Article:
August 19, 2010

Montgomery County is battleground for swing votes

The state's largest, wealthiest and arguably most liberal jurisdiction is broke. County leaders wrestled to plug a roughly $1 billion budget deficit this year. Ehrlich has made the county a focal point in his campaign. He announced he would challenge Democratic Gov. Martin O'Malley in Rockville, the county seat. His running mate, former Maryland Secretary of State Mary Kane, is from Potomac, one of the county's plushest communities.

Local council members - all Democrats - haven't done O'Malley many favors at home. As their own financial woes grew, they've routinely accused O'Malley of treating the county like a piggy bank. They often note that Montgomery County gets back roughly 17 or 18 cents in state aid for every tax dollar their residents pay, whereas Baltimore City gets $1.03 back for every tax dollar spent. While all say they'll support O'Malley's bid for re-election, several admit they hoped for more from a governor who grew up in their county.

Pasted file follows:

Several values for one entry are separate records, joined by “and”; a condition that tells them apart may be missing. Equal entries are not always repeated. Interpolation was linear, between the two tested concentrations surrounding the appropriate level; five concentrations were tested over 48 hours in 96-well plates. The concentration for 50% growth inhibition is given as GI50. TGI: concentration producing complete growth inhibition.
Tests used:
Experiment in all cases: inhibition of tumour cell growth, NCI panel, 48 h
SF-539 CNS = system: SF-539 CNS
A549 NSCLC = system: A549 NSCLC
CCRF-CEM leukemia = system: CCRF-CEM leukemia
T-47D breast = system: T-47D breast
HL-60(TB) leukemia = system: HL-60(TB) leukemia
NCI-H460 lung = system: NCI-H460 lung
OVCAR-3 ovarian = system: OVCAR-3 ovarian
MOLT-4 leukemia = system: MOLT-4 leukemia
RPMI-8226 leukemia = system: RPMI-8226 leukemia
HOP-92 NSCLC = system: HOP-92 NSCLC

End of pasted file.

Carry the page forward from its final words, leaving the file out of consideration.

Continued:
Councilman Phil Andrews of Rockville, a Democrat who served as council president from 2008 to 2009, said O'Malley has done well as governor, but some state funding changes that occurred during his administration have hit Montgomery County hard.

"It's because he could have done better here and because the economy has been so tight that it has created an opening for a comeback from Governor Ehrlich," Andrews said.

Other county leaders accuse state officials of ignoring changing demographics, which include a growing number of poor, immigrant residents.

"I think he's completely taken us for granted," said former Council President Mike Knapp, a Democrat from Germantown who led the body from 2007-2008.

Their list of complaints includes a decision by leaders in Annapolis to create a state millionaire's tax, set to expire at the end of this year. Some Montgomery leaders believe the tax drove at least a few of their wealthiest residents to leave the county. According to county data, there were 851 fewer people filing tax returns with annual income of $1 million or more, a drop of 28 percent in the first year the state implemented the millionaire tax. SOURCE: Business Week

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